Empirical Evidence: Physical Fitness & Academic Performance

Yesterday we looked at Karen Rodenroth’s dissertation on the connections between physical activity and academic performance. Today we can look at an empirical study which also looks at the link between physical activity and academic performance.

Abstract

This study examined the relationship between the changes of physical fitness across the 3-year spectrum of senior high school study and academic performance measured by standardized tests in Taiwan.

A unique dataset of 149 240 university-bound senior high school students from 2009 to 2011 was constructed by merging two nationwide administrative datasets of physical fitness test performance and the university entrance exam scores. Hierarchical linear regression models were used. All regressions included controls for students’ baseline physical fitness status, changes of physical fitness performance over time, age and family economic status. Some notable findings were revealed.

An increase of 1 SD on students’ overall physical fitness from the first to third school year is associated with an increase in the university entrance exam scores by 0.007 and 0.010 SD for male and female students, respectively. An increase of 1 SD on anaerobic power (flexibility) from the first to third school year is positively associated with an increase in the university entrance exam scores by 0.018 (0.010) SD among female students.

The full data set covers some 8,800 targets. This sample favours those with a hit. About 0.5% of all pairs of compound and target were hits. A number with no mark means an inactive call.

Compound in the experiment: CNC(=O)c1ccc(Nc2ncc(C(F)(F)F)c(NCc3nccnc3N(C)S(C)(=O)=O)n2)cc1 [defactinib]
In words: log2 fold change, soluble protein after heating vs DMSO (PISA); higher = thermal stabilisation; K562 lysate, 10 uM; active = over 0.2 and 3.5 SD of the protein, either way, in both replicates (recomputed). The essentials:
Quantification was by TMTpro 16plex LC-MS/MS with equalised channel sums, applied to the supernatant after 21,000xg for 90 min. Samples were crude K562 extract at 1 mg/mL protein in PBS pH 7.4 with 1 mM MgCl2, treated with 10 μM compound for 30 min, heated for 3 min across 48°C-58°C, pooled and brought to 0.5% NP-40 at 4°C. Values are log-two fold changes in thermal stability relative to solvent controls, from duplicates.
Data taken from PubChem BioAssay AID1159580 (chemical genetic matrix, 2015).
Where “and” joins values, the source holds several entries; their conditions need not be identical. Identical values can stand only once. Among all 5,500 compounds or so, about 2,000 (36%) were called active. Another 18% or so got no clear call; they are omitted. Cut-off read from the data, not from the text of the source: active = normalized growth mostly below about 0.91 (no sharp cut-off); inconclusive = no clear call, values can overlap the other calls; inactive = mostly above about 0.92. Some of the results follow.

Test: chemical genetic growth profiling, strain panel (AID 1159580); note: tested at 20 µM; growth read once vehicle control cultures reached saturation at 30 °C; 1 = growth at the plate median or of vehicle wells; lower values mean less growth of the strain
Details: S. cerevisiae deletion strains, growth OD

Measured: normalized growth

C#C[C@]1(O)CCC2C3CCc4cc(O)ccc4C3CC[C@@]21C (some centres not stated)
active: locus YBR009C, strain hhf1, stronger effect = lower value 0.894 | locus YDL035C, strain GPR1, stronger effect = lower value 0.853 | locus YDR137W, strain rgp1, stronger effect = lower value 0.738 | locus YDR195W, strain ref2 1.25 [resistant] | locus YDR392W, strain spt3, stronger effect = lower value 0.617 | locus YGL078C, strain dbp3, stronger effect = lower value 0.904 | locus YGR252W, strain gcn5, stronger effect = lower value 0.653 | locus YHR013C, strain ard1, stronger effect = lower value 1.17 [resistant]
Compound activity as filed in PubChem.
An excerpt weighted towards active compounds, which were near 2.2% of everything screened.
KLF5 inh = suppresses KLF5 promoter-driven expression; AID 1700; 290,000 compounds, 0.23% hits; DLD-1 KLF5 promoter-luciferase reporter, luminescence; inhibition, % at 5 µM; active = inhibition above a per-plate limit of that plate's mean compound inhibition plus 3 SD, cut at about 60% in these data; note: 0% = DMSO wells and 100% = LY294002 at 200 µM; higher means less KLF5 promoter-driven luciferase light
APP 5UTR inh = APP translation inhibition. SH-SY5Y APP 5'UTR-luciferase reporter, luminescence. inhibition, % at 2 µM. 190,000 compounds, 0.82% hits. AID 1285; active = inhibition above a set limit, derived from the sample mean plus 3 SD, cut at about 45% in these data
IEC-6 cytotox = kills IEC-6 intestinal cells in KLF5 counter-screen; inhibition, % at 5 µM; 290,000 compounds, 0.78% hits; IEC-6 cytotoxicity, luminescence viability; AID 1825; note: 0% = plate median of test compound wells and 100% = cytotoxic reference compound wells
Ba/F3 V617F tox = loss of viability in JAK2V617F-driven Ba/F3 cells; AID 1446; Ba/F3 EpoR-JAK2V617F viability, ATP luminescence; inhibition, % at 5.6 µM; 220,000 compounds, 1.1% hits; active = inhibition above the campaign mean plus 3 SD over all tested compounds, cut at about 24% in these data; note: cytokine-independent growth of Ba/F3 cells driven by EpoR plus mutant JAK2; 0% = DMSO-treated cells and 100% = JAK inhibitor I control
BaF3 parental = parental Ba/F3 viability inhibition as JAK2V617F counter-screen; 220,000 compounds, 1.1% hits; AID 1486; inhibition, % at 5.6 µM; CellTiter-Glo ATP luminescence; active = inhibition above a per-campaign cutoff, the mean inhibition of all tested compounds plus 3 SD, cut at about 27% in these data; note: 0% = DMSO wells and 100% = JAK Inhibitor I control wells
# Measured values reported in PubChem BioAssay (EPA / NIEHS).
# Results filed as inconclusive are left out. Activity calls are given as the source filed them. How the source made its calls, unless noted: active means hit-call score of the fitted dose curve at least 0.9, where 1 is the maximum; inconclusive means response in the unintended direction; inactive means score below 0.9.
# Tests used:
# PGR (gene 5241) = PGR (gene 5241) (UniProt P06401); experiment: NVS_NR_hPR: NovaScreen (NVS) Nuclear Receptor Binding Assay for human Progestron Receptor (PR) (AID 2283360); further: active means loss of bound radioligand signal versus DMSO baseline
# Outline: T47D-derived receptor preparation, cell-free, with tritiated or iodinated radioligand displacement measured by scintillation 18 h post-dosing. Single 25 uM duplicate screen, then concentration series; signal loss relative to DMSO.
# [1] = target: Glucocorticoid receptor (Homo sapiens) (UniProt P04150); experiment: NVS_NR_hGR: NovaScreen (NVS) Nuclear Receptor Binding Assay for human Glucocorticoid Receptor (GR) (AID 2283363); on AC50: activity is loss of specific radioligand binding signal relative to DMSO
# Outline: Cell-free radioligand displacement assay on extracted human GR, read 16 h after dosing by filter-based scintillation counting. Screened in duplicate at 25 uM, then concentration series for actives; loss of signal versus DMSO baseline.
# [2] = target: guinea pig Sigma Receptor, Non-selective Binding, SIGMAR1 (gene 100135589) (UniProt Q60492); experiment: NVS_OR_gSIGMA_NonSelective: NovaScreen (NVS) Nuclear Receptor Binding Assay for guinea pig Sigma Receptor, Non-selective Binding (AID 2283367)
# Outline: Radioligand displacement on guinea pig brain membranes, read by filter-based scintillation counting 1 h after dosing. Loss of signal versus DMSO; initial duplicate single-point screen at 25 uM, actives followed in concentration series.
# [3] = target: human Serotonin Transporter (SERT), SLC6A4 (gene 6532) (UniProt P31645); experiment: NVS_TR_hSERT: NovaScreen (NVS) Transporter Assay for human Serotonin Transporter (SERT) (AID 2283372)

The researchers suggest that education and school health policymakers should consider and design policies to improve physical fitness as part of their overall strategy of improving academic performance.

Reference

Pei-An, L., Hung-Hao, C., Jiun-Hao, W. & Min-Chen, W. (2013) Physical Fitness and Academic Performance: Empirical Evidence from the National Administrative Senior High School Student Data in Taiwan. Health Education Research. 28(3), pp.512-522.

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